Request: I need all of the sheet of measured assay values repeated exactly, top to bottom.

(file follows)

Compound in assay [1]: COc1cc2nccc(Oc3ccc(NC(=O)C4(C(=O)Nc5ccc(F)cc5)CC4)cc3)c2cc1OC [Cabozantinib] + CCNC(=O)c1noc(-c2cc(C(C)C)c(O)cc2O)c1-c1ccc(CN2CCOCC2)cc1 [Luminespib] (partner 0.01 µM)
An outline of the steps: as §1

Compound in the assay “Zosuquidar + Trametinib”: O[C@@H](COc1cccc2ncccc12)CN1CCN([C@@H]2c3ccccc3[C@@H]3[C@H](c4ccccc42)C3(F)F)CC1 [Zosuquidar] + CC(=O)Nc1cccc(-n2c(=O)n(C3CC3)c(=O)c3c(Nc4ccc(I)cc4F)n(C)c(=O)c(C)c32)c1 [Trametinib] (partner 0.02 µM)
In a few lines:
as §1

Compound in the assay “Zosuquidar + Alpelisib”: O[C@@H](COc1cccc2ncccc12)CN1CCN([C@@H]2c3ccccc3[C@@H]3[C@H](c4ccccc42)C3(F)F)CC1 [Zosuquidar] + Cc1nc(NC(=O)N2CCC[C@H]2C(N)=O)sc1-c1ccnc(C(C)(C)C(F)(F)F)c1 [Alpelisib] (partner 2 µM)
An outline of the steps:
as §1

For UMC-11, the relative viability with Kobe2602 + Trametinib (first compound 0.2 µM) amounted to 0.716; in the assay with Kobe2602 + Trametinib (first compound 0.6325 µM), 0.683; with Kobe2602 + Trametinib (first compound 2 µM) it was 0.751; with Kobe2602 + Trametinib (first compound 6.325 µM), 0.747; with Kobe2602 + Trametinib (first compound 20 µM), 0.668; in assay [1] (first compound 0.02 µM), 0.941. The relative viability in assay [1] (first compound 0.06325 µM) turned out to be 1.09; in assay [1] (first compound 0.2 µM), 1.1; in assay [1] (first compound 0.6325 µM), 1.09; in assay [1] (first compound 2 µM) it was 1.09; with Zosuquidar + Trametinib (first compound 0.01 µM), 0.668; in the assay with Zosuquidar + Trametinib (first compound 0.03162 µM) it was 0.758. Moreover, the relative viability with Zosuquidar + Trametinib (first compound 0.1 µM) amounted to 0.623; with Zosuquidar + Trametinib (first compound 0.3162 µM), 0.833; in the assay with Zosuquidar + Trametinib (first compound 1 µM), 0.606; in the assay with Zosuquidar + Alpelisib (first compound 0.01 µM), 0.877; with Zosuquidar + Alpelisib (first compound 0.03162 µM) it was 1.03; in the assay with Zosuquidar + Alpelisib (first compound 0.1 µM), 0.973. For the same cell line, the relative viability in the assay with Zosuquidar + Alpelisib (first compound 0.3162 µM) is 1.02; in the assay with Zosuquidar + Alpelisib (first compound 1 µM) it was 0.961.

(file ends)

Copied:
Compound in assay [1]: COc1cc2nccc(Oc3ccc(NC(=O)C4(C(=O)Nc5ccc(F)cc5)CC4)cc3)c2cc1OC [Cabozantinib] + CCNC(=O)c1noc(-c2cc(C(C)C)c(O)cc2O)c1-c1ccc(CN2CCOCC2)cc1 [Luminespib] (partner 0.01 µM)
An outline of the steps: as §1

Compound in the assay “Zosuquidar + Trametinib”: O[C@@H](COc1cccc2ncccc12)CN1CCN([C@@H]2c3ccccc3[C@@H]3[C@H](c4ccccc42)C3(F)F)CC1 [Zosuquidar] + CC(=O)Nc1cccc(-n2c(=O)n(C3CC3)c(=O)c3c(Nc4ccc(I)cc4F)n(C)c(=O)c(C)c32)c1 [Trametinib] (partner 0.02 µM)
In a few lines:
as §1

Compound in the assay “Zosuquidar + Alpelisib”: O[C@@H](COc1cccc2ncccc12)CN1CCN([C@@H]2c3ccccc3[C@@H]3[C@H](c4ccccc42)C3(F)F)CC1 [Zosuquidar] + Cc1nc(NC(=O)N2CCC[C@H]2C(N)=O)sc1-c1ccnc(C(C)(C)C(F)(F)F)c1 [Alpelisib] (partner 2 µM)
An outline of the steps:
as §1

For UMC-11, the relative viability with Kobe2602 + Trametinib (first compound 0.2 µM) amounted to 0.716; in the assay with Kobe2602 + Trametinib (first compound 0.6325 µM), 0.683; with Kobe2602 + Trametinib (first compound 2 µM) it was 0.751; with Kobe2602 + Trametinib (first compound 6.325 µM), 0.747; with Kobe2602 + Trametinib (first compound 20 µM), 0.668; in assay [1] (first compound 0.02 µM), 0.941. The relative viability in assay [1] (first compound 0.06325 µM) turned out to be 1.09; in assay [1] (first compound 0.2 µM), 1.1; in assay [1] (first compound 0.6325 µM), 1.09; in assay [1] (first compound 2 µM) it was 1.09; with Zosuquidar + Trametinib (first compound 0.01 µM), 0.668; in the assay with Zosuquidar + Trametinib (first compound 0.03162 µM) it was 0.758. Moreover, the relative viability with Zosuquidar + Trametinib (first compound 0.1 µM) amounted to 0.623; with Zosuquidar + Trametinib (first compound 0.3162 µM), 0.833; in the assay with Zosuquidar + Trametinib (first compound 1 µM), 0.606; in the assay with Zosuquidar + Alpelisib (first compound 0.01 µM), 0.877; with Zosuquidar + Alpelisib (first compound 0.03162 µM) it was 1.03; in the assay with Zosuquidar + Alpelisib (first compound 0.1 µM), 0.973. For the same cell line, the relative viability in the assay with Zosuquidar + Alpelisib (first compound 0.3162 µM) is 1.02; in the assay with Zosuquidar + Alpelisib (first compound 1 µM) it was 0.961.